Monroe Evans

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Monroe Evans
Mayor of Fayetteville, North Carolina
In office
1965–1966
Preceded byWilber Clark
Succeeded byCharles B.C. Holt
Personal details
Spouse(s)Mildred (nee Dlugin) Evans
ProfessionDemocratic

Monroe E. Evans is an American politician who served as the mayor of Fayetteville, North Carolina, from 1965 until 1969.[1] He was the city's first Jewish mayor.[2] Evans helped to lead Fayetteville's desegregation reforms during the 1960s.[3]

The Evans family are the descendents of Lithuanian Jews who immigrated to the United States.[4] Monroe Evans's father, Isaac Evans, was born in a shtetl in present-day Lithuania in 1877.[4] Evans's brother, Mutt Evans, also served as the mayor of Durham, North Carolina, from 1951 to 1963.[3] His nephew, Eli Evans, is the author of The Provincials: A Personal History of Jews in the South.[3][4]

As mayor, Evans helped to lead Fayetteville's desegregation during the Civil Rights Movement.[3][5] He worked with various city community and civic leaders to work on the transition. In 2001, Monroe told the Fayetteville Observer, "It was a rough time... But I got a lot of good people to work with. It worked here in Fayetteville."[5] On February 1, 2001, Fayetteville State University (FSU) honored former Mayor Evans and three others for their efforts during the Civil Rights Movement.[5]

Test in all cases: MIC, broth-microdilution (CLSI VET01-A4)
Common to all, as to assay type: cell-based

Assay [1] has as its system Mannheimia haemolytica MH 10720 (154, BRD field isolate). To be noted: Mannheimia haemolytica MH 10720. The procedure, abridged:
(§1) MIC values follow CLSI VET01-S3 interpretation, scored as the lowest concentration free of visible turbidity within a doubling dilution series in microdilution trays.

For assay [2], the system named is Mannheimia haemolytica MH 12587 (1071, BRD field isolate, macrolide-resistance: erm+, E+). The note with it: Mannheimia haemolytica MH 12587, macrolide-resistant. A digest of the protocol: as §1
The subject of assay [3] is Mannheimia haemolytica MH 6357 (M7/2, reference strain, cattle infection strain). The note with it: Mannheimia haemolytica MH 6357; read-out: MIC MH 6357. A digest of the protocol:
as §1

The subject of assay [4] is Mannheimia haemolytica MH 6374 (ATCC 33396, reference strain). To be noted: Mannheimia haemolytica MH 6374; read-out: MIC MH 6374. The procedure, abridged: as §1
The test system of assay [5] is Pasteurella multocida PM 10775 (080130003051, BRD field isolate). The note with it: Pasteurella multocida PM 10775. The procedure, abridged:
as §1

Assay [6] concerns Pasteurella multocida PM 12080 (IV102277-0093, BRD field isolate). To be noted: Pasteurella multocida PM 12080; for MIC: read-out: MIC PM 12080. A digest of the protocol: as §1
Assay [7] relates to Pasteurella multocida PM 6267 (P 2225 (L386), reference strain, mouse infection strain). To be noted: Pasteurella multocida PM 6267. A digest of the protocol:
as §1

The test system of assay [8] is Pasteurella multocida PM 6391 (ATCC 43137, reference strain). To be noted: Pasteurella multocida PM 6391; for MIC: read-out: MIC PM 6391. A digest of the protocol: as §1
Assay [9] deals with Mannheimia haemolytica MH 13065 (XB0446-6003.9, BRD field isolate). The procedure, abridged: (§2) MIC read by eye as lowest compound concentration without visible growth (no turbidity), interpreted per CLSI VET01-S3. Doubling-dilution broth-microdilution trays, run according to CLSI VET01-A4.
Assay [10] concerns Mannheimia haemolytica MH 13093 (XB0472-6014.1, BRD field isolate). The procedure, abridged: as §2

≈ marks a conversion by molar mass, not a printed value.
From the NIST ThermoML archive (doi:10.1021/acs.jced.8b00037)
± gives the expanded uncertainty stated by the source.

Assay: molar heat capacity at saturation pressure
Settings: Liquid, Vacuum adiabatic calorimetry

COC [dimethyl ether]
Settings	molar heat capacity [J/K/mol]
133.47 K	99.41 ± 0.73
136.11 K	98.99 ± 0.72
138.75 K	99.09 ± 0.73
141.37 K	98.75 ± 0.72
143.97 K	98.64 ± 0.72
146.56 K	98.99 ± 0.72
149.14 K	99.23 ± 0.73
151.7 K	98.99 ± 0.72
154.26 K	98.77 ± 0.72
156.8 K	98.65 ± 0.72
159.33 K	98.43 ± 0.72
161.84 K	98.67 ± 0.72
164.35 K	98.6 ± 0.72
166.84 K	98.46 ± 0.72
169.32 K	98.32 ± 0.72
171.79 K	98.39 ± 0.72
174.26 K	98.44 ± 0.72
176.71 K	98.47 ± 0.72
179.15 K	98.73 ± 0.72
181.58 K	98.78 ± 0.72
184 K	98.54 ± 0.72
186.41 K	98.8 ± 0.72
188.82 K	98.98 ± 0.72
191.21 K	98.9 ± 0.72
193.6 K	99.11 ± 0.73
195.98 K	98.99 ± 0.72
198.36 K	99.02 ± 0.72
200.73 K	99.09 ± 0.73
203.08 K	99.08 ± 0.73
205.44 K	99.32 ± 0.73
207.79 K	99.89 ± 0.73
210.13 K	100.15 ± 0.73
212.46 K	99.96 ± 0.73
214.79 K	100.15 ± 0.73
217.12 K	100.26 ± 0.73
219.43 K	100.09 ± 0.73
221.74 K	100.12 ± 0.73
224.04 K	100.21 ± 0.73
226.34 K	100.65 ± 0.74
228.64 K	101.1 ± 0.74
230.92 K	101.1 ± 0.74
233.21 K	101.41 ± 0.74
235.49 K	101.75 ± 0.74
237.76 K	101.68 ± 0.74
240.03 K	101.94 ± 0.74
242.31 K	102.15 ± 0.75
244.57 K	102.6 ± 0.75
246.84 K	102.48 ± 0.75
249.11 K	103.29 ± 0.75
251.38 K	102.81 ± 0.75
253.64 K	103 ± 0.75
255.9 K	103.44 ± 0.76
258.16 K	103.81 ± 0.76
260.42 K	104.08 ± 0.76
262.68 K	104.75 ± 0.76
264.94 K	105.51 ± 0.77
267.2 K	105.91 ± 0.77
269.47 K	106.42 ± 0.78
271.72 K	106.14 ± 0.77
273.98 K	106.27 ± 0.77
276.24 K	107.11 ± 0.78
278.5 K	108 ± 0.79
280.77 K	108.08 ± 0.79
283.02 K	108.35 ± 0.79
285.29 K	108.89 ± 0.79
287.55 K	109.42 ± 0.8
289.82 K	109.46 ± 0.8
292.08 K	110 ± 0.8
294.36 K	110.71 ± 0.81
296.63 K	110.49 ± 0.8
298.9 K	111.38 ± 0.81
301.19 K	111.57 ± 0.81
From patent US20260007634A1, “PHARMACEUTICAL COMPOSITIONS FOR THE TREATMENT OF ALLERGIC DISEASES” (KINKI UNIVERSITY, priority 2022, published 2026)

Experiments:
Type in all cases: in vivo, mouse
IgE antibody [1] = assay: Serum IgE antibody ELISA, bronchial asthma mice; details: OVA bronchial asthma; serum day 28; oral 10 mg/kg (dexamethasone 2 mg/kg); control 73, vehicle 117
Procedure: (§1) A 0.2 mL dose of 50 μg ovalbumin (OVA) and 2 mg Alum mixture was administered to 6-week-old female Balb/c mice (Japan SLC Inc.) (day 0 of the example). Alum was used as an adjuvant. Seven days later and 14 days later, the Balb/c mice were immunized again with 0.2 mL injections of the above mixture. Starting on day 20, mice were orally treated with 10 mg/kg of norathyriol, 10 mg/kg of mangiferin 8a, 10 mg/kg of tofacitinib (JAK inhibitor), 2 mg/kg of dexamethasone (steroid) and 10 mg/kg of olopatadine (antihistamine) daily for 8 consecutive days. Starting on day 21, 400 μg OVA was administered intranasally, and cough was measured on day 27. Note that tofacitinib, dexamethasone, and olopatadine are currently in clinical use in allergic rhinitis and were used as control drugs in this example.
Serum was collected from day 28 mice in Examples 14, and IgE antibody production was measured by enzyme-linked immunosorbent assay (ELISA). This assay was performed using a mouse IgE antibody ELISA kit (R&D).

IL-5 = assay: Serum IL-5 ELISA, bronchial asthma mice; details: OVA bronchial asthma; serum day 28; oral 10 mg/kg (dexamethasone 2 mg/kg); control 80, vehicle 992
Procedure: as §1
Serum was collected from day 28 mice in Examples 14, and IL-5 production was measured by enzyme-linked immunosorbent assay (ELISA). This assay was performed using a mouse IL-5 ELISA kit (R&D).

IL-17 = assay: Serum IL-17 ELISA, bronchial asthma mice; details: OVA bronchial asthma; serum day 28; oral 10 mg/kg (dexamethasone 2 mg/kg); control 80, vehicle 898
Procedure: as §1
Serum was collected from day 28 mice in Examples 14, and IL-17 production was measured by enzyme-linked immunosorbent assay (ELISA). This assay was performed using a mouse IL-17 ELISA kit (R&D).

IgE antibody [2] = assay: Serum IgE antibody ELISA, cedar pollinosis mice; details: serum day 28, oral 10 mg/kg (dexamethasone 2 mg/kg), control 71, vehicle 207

Evans later served as an appointed member of the Fayetteville Airport Commission circa 1990 with former mayor Beth Finch.[6]

References[edit]

  1. ^ "Inside Politics: Cumberland delegation works together". Fayetteville Observer. December 2013. Retrieved 2014-06-13.
  2. ^ "Milestone 1955-2004". Cumberland County Public Library. 2004. Retrieved 2014-06-13.
  3. ^ a b c d Weiss, Anthony (2014-06-10). "As state shifts rightward, North Carolina Jews raise their voices". Jewish Telegraphic Agency. Retrieved 2014-06-13.
  4. ^ a b c Evans, Eli (1996-08-07). "Closing the Circle in Atlanta". Jewish Telegraphic Agency. Retrieved 2014-06-13.
  5. ^ a b c Basnov, Jessica (2001-02-02). "FSU celebrates black history". Fayetteville Observer. Retrieved 2014-06-13.
  6. ^ Thrasher, Alice (1990-05-27). "All Those In Favor Say "Aye"". Fayetteville Observer. Retrieved 2014-06-13.

External links[edit]